Night interrupts day – in that most cyclical, routinely manner of a break from physical and mental exhaustion that puts momentarily to rest our desire, anxiety and grief, offering time to convalesce and to dream, whilst leaving the world abandoned for the time of sleep – before extending into a durational interim of several years. While elsewhere war rages, precisely disturbing men’s capacity to sleep and to dream, it is the abandoned materiality of a habitat deprived of its anthropo-centre that takes respite, yielding to wind and weather, the reigning of the elements, animals and vegetation.
Eventually though, the interval – crack in an otherwise seamless flow of time, breathing spot, transitory breach in the core of collective existence – has not so much come to an end as somewhat petered out, lost some of its original force and returned us (at the moment of writing) to life (almost) as we know it, repopulating our abandoned roads, schools and office buildings, as well as tentatively refilling the calendars of our projected futures. Swept up in a collective rush towards the (new) normal, I ask myself, what are the chances to hold on to the temporal vagueness of our experiences of the interval, the slowing down of life to the repetitive, non-progressive rhythms of maintenance and care in the radical immanence of a time lived as immovable?
Stephen Wright has fittingly described the interval as the temporal equivalent of ‘vague terrains’, those ‘strange in-between spatial zones in and around cities – derelict sites, empty parking lots, … bedraggled non-spaces before the city peters out’. Far from the generic, prescriptive, soulless and soul-destroying spaces of a pervasive corporate interest, vague terrains are spaces saturated with a poetics of potential and participation, full of a dignified precarity and the promise of play, as well as an openness to the endless possibilities of a shared reconstruction and 'Einrichtung' (to make oneself a home from home). Translated into time, the vagueness of an unqualified interval perhaps harbours similar participatory potentials as the uncertain duration of a shared trajectory. In light of this association between the interval and the democracy to come, it is unsurprising to have seen our experiences of lockdown accompanied by a sense of opportunity for a restructuring of the commons, as in the momentarily invigorated appeal for a Universal Basic Income and a four-day working week. Moreover, in reaching beyond exclusively human concerns, the experience of lockdown has provided us with a model ethics of a slower, more hesitant and above all vaguer return to economic and public life. Carving gaps into the spaces and times of our habitat, an ethics of the interval begins to model the chance for a more emphatic sharing of spatio-temporal resources, including with non-human dwellers.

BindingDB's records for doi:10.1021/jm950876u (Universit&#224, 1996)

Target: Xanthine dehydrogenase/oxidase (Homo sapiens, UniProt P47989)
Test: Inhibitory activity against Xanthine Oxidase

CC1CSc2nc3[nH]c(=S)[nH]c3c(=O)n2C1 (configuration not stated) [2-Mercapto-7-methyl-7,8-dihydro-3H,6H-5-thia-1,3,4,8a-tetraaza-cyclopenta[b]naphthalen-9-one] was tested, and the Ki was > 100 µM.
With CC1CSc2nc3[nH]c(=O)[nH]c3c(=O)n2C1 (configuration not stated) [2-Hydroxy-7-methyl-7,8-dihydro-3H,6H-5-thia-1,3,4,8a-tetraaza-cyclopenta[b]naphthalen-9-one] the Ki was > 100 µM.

As the long summer of 2020 fades into autumn, the propriety of shoes and trousers replaces the casualness of bare feet and shorts, the school run once again subjecting us to its relentless daily drill, and chapter II is followed by chapter III, which after all these months and years finally makes good on the promise of the title of Woolf’s 1927 novel, I find myself somewhat torn between a poetics of abandonment and housekeeping, vacillating between an attitude of passivity and enterprise.
To occupy with gentleness
In Jeremy Cooper’s book Ash before Oak the conflicting movements of passive retreat and active occupation, of careless abandonment and intervening maintenance, of presence and invisibility in the attitude of dwelling are most tactfully held in the balance. Beyond the concrete setting of the life of its narrator in an old farm house in Somerset, the novel might be said to offer a suitable ethos for our times: to install ourselves with lightness and care in the liminal space of an interval of suspended time.
‘Today I did a beautiful thing,’ begins the first entry of Cooper’s novel written in the form of a diary, printed next to a small, low resolution reproduction of a brooding, black and white photograph of an old farm house, half hidden behind the bushy mass of a tall tree: ‘built a rose arch from timber I had first felled and trimmed. My work is not in itself beautiful, but the act of doing it was, the replacement of a fallen frame, an old rose set to prosper.’ Failing somewhat to take charge, unable but also unwilling to fully assert himself over territory, time and the forces of intrusion, decay and destruction, its narrator takes pleasure and care in lightly facilitating the possibilities of a coming prosperity. Lamenting the damage gardeners do to natural life with their ‘fetish for tidiness’, his is an attitude of tactful retreat, the fine subtlety of an intervention at the limit of a preference not to.
‘This summer I’ve done almost no work on the land, sat and watched nature take its way, (…). It was only with the greatest reluctance that yesterday I mowed the lawn, wishing to prolong the parade of buttercups, daisies, plantain and clover’.
A fragile state of mind makes for a heightened sensibility for the gentle, soft, and tender, like that ‘softest of openings to the day’ in November, ‘the mist low, rolling East to West …, thick enough to look like rain, yet lacking the weight to mark the puddles in the lane’. Balancing acts and limit states of weighted weightlessness, exposed invisibility and still life inform a modality of dwelling that wants to tread lightly. Replacing the broken windows and doors of the old stables, he leaves open a single round window for the return of migrating swallows with some atavistic knowledge that these buildings are available for use, unwilling – at least for now – to enforce their violent eviction. ‘They’ll not be homeless.’
Fantasies of invisibility through blending into the habitat grow out of a cultivated unwillingness to take up centralized positions of power and a willed weakening of ego that approximates the relative stillness, silence and passivity of the inanimate, vacillating between what at times is a death wish and at others a strategy for learning how to live at the limit of (in)stability, radically open to the coming of the time of non-human others.
And so with dignity through the birdsong…
Manchester, April – September, 2020
Lisa Baraitser, Enduring Time, London: Bloomsbury, 2019.
Simon Bayly, THE END OF THE PROJECT: futurity in the culture of catastrophe, Angelaki, 18:2, 2013, 161-177.
Virginia Woolf, To the Lighthouse, London: Granada, 1977.
Jeremy Cooper, Ash Before Oak, London: Fitzcarraldo Editions, 2019.